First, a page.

Girl Talk Throws a Wild House Party at Brooklyn Steel

Girl Talk Throws a Wild House Party at Brooklyn Steel

April 29, 2022

Girl Talk – Brooklyn Steel – April 28, 2022

Gregg Gillis sees the connections. More important, he hears them. Even more important, he makes a curious kind of art that takes what he hears in those connections and creates a deeply felt musical experience that also happens to be a raging party. Not bad for two turntables and a mic … well, much more accurately, one twisted genius, a laptop, software and electronics, and an insatiable curiosity for sharing these connections with the world. 

As Girl Talk, Gillis has returned after an absence, offering up his first new album in 12 years. But it’s the live experience—the immersion in it—where Girl Talk truly shines, and Gillis was greeted with a hero’s welcome by a very-sold-out Brooklyn Steel Thursday night, cutting it up for 90 minutes of pulse-pounding excitement, sampling, sonic name-checks and furiously competent DJ flow that had everyone in the room spinning, bouncing and getting down. Gillis himself needs no hype person—he was flying, gliding and bopping around the stage immediately, seemingly at full rage from the jump.

That’s the Girl Talk experience, if words can possibly acquit it, and it extends well beyond the raw music. Indie nerds, queer punks, club kids, hip-hop fans, metalheads … IPAs, White Claws, tequila shots … suits and crop tops … beachwear … there’s something for everyone here, not in a pinball-among-genres-and-hope-it-all-works kind of way but in aggressively emphasizing the linking strands among those genres, playing into an ADD culture that indulges polyglot musical consumption and creates impossible displays of choice, coaxing a frisson effect for the listener (and, just as often, the sweaty dancer) when there’s comingling of many different sounds that feel naturally like they could extend out of one another. It’s wild shit, and so much more than what you might think the Girl Talk thing is if you’ve never experienced it—or only had it described to you.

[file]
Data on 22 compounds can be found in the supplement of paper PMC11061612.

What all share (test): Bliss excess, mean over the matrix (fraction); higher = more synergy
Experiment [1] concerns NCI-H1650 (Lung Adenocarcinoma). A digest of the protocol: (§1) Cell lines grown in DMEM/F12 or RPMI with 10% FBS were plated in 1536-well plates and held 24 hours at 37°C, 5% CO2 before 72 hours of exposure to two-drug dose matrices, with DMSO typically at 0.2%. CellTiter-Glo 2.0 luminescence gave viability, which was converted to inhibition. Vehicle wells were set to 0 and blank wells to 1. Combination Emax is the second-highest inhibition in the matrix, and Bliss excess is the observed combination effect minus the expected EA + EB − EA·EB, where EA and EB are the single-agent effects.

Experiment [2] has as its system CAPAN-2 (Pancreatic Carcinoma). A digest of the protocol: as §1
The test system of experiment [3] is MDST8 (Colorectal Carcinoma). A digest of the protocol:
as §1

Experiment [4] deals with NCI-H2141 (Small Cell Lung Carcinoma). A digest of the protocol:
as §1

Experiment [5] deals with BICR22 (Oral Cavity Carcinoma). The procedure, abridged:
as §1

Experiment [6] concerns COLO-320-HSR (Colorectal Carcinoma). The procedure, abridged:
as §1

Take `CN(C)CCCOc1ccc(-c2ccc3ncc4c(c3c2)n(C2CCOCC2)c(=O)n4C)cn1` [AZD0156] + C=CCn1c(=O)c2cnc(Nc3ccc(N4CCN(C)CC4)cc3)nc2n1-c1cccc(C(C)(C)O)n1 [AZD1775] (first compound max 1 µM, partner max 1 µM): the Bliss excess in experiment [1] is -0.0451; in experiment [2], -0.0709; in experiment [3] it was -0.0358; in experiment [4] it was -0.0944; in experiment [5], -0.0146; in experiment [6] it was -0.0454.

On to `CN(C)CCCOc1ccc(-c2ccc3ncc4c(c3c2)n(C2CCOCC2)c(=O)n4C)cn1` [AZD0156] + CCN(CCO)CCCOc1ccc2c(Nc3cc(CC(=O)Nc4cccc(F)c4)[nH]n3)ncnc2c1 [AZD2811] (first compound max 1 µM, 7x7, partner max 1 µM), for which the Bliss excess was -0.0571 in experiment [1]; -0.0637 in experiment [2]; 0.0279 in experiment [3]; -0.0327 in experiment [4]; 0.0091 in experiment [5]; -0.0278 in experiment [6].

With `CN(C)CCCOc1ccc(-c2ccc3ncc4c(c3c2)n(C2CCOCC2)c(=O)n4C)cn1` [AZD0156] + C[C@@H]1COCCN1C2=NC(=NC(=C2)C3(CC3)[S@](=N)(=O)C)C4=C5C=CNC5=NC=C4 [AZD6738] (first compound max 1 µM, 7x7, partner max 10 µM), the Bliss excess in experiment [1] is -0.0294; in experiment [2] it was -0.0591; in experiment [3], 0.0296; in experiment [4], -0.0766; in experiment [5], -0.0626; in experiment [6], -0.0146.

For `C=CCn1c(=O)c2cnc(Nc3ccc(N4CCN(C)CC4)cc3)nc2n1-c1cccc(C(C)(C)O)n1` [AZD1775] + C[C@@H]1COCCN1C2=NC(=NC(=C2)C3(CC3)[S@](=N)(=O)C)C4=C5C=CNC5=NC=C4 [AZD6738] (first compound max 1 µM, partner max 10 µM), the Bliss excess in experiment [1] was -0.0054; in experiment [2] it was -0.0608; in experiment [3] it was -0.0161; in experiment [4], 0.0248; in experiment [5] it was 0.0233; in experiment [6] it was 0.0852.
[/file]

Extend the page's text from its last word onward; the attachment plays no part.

In this world—at least at Brooklyn Steel—Jay-Z verses land over Modern English’s “I Melt with You.” Nicki Minaj turns up with the Cardigans’ “Lovefool.” Madonna’s in there (of course). So is Prince. Lil’ Wayne matches Wilson Pickett. M.O.P. groks Miley Cyrus. Macklemore. The Cure. You get the idea. And that was before the beach balls, wading-pool floaties and giant-worm-like tube balloons came out. Confetti cannons too.

If this were a more academic exercise—a prerecorded DJ or a bunch of looping machines set up to move sonics around—it might still be interesting. What makes it fun, though—and what makes Girl Talk example No. 1 in the face of criticism that a DJ-like live experience isn’t much more than club beats—is Gillis himself, Mr. Personality, calling scores of people up to the stage to boogie, goosing the whole enterprise with a galaxy of balloons, T-shirt cannons, light-up goodies and, hey, clothing coming off. How much of that is what Gillis brings vs. what the crowd brings to a Girl Talk show is beside the point. It all mashes together here, and it all makes perfect sense. Dance yourself clean. —Chad Berndtson | @CBerndtson

(Girl Talk plays Union Transfer in Philadelphia tonight.)

Photos courtesy of Ellen Qbertplaya | @Qbertplaya

Please rotate your device